Understanding Equine Cataract Surgery
- Oct 20, 2012
Cataracts are relatively common in horses of all ages and are the most common congenital ocular anomaly in foals.
Photo: Brian C. Gilger, DVM, MS, Dipl. ACVO
Editor's Note: This article is part of TheHorse.com's ongoing coverage of topics presented at the 2012 American Association of Equine Practitioners' Focus on Ophthalmology conference, held Sept. 6-8 in Raleigh, N.C.
According to the National Eye Institute, more than half of Americans over the age of 80 suffer from cataracts, an ocular disorder characterized by opacity in the eye's lens. Similarly, many horses--from very young to very old--are affected by the same disorder. The difference? Cataract surgery to correct the problem is much more routinely employed in humans than in horses.
At the 2012 American Association of Equine Practitioners' Focus on Ophthalmology conference, held Sept. 6-8 in Raleigh, N.C., Brian C. Gilger, DVM, MS, Dipl. ACVO, professor of ophthalmology at the North Carolina State University College of Veterinary Medicine, discussed equine cataract surgery in-depth with the veterinary audience.
Gilger explained that cataracts, which were discussed more fully in a previous lecture at the conference, are relatively common in horses of all ages and are the most common congenital ocular anomaly in foals. Cataracts can also develop as horses age, or as the result of trauma or disease, he added.
While some cataracts cause few vision problems for horses, others substantially reduce their ability to see clearly and require surgical removal. The procedure of choice, Gilger said, is called phacoemulsification and aspiration (PA). He added that intraocular lenses have become common in cataract surgery as well.
Assessing Surgical Candidates
"We only take (surgical) cases that are really good candidates because this isn't an easy process," Gilger explained. Thus, prior to sending a horse to surgery, he recommends veterinarians perform a thorough ocular examination.
Gilger said that preoperative workups should include:
- A thorough examination of both eyes;
- A thorough physical examination (including a rectal exam to look for a predisposition to colic, he said);
- Complete bloodwork;
- An electroretinogram (which tests whether the retina is functional and, thus, if the horse has potential for sight); and
- An ocular ultrasound.
"Careful consideration should also be made of horses' and owners' temperament to determine if both can tolerate the long-term treatment and care that will be required after surgery," he added.
Preparing for Surgery
Gilger said veterinarians frequently employ systemic and topical antibiotics prior to surgery to reduce the risk of bacterial contamination and endophthalmitis (inflammation of the eye's internal structures) after the procedure's completion.
In the 24 hours leading up to surgery, he added, veterinarians administer intravenous antibiotics. Twelve to 18 hours prior to surgery veterinarians use topical atropine to dilate the horse's pupil, and they administer systemic non-steroidal anti-inflammatory drugs starting at least an hour before surgery, he said.
Additionally, many surgeons opt to use gastric protectants to reduce the risk of side effects, Gilger added.
Once the horse is ready for surgery, he is anesthetized and placed in lateral recumbency, Gilger said. He stressed that correct positioning is "critical for success" in ocular surgery, and he recommended a position that keeps the patient's cornea horizontal. To achieve this, the horse's nose is propped on foam pillows until it reaches the appropriate angle, he said.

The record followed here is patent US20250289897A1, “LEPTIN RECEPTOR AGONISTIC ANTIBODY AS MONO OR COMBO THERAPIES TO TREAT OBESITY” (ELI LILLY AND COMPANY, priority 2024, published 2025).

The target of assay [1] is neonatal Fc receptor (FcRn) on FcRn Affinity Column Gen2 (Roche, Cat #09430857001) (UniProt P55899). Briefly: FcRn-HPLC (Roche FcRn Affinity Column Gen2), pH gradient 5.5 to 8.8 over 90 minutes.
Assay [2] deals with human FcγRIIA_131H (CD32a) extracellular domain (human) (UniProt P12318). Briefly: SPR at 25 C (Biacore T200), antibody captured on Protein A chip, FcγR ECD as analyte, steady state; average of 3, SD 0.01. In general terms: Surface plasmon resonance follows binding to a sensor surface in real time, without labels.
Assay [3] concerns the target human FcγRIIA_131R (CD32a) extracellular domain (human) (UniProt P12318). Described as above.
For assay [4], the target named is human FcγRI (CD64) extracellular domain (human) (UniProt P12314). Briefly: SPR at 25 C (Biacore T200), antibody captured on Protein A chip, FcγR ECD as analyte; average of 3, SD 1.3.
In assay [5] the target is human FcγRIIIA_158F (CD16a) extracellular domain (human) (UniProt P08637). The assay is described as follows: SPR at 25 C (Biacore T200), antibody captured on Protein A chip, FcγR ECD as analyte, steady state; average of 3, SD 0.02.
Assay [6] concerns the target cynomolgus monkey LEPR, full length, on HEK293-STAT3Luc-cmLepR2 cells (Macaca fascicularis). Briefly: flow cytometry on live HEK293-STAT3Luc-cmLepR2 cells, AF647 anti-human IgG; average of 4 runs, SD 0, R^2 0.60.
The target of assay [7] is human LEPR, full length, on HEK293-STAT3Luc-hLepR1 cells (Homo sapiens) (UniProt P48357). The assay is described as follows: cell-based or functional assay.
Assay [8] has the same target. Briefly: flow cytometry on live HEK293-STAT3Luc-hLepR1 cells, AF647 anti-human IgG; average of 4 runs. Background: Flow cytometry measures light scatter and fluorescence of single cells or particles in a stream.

He also noted that, to prevent facial nerve paralysis after surgery, the veterinary staff should remove the horse's halter and position pillows to avoid pressure on the animal's nerves.
He also recommended either paralyzing the horse or blocking nerves around the eye to prevent ocular movement and reduce pressure on the globes from muscles around the eye.
Gilger then reviewed surgical steps, intraocular lens placement, and surgical closure techniques with the veterinary audience.
Once a patient recovers from general anesthesia, his road to recovery begins. Gilger explained that veterinarians will be on the lookout for both short-term postoperative complications (including uveitis, corneal edema, blood in the eye, corneal dehiscence [failure of the healing incision], and retinal detachment) and longer term issues (including glaucoma, uveitis, corneal edema, capsular fibrosis [clouding over the lens capsule], and retinal detachment).
Immediately after surgery, veterinarians keep an eye out for colic, cecal impactions, colitis (inflammation of the colon), and laminitis, as these complications can sometimes prove fatal for patients, Gilger said. They also frequently administer postoperative for up to 12 hours following surgery, he added.
Many patients require medical therapy for up to three months following surgery, Gilger said, and some horses benefit from baseline doses of anti-inflammatories to help keep the affected eye(s) comfortable.
Many horses recover well from cataract surgery and retain vision in the affected eyes. Careful planning with a veterinarian and dedication to recovery efforts can help improve surgical outcomes.
About the Author
Erica Larson, news editor, holds a degree in journalism with an external specialty in equine science from Michigan State University in East Lansing. A Massachusetts native, she grew up in the saddle and has dabbled in a variety of disciplines including foxhunting, saddle seat, and mounted games. Currently, Erica competes in three-day eventing with her OTTB, Dorado.
POLL: Laminitis Experience